And, oh, lord, the regional dialects. Sweet, merciful Jesus deliver me from apostrophes and phonetically-spelled words that I’m supposed to be able to attach some sort of accent to (one Cornish old man came across as distinctly Scottish; it was verra dis’ractin’).

Cockin has, though, a good eye for the function of the crime novel…

“The work of a police officer in a case like this is to discover and to explain the abnormal. … But naturally one cannot discover the abnormal without knowing what is normal…I have to try and put together the pre-murder picture from seeing people under conditions of post-murder strain and suspicion.”

…and clearly had a whale of a time in the extended summary which rounds everything off, blending together her overlapping shifty characters and their various motivations, sweeping that flotsam and jetsam along in a canny — if somewhat intuited-rather-than-detected — explanation. But those of you who, like me, cling to the clear lines of a story to carry you through are going to come a little unstuck at times; Cockin might well show her mixing abilities at high power, but she struggles to describe action in a way that makes what’s happening clear (the final few paragraphs of chapter VIII, for one, are astonishingly hard to follow), so that the few events which leaven all the talking don’t offer the succour they otherwise might.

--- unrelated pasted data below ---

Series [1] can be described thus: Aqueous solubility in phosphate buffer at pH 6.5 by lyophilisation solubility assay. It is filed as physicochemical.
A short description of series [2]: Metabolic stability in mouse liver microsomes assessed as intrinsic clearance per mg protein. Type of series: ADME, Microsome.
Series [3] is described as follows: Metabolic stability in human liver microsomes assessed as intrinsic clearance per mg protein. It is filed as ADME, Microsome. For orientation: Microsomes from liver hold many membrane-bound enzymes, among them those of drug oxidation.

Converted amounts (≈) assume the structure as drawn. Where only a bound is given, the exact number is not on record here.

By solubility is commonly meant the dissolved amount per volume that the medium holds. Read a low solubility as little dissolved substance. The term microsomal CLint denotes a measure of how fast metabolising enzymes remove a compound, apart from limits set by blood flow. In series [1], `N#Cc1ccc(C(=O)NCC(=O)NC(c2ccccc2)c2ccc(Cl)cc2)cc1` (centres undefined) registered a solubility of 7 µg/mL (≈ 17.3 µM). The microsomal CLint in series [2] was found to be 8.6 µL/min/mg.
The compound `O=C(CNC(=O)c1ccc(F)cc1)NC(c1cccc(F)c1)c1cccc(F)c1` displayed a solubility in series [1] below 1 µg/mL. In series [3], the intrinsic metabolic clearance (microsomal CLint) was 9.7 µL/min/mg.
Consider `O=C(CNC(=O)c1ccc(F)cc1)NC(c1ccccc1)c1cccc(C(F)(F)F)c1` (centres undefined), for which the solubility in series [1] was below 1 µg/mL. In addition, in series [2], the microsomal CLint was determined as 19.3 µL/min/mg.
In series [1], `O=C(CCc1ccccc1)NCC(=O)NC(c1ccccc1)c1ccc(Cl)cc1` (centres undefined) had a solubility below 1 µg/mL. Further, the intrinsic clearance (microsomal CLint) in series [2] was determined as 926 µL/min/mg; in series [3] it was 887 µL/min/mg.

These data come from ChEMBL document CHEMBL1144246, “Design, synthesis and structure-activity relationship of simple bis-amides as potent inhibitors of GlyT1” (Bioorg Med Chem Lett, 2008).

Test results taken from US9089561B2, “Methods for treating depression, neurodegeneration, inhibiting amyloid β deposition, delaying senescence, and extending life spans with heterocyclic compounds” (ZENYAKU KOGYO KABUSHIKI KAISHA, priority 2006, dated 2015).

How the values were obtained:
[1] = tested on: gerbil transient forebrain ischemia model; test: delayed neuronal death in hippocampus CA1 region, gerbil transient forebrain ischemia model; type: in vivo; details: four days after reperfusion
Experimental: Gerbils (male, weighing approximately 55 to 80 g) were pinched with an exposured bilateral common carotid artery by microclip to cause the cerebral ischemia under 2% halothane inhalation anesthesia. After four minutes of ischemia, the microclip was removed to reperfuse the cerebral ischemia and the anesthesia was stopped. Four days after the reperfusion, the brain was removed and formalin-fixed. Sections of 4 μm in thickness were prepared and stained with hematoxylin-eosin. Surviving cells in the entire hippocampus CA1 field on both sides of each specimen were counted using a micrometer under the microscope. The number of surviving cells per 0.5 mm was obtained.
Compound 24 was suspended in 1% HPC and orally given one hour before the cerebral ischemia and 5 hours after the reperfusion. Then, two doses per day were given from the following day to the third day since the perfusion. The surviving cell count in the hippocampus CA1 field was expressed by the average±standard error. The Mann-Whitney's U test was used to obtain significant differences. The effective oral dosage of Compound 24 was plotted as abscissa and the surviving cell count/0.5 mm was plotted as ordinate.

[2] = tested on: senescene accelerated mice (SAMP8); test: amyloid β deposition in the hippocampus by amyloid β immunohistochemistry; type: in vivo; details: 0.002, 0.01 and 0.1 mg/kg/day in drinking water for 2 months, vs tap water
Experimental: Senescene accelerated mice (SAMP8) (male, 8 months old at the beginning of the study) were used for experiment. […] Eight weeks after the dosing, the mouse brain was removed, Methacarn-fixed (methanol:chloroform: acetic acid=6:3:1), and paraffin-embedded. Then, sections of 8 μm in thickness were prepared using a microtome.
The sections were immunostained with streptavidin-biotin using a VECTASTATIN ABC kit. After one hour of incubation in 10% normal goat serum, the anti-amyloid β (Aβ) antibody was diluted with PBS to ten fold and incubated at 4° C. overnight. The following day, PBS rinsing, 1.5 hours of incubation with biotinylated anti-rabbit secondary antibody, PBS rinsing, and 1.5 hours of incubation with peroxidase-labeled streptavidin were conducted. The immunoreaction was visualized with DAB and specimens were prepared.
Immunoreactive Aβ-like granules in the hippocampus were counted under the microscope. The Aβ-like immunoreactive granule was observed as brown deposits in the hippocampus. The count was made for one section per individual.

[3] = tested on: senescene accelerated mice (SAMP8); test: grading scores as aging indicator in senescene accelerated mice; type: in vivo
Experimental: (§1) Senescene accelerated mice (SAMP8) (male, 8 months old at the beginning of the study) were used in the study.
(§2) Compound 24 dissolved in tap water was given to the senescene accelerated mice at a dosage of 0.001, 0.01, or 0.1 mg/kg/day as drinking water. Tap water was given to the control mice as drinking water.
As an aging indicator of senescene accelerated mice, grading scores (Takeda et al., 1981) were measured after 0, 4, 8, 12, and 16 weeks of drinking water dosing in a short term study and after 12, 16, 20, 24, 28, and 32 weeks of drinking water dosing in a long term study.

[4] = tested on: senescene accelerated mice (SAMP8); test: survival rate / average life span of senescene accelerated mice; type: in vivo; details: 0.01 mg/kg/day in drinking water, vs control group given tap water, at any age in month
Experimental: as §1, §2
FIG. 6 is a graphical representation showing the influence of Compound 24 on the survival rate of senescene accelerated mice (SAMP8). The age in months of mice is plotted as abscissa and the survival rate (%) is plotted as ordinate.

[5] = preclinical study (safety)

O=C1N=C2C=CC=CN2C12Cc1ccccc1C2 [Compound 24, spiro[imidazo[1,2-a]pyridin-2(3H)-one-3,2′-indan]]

And so, as I said up top, I leave this book somewhat conflicted. This was Cockin’s second of three novels, and I’m curious to see if her earlier work — where she might have been less ambitious — has a tighter focus and her later one — where she had more experience — is better structured. Galileo Publishers, who reprinted this recently and very kindly provided me with my copy, will hopefully follow this with her other two books so that we have the opportunity to find out. In the meantime, come to this for its wonderful village and excellent characters, stay for the clever reasoning which ties it all up, but prepare for the middle to drag a little, knowing that the time is spent in charmingly arresting company.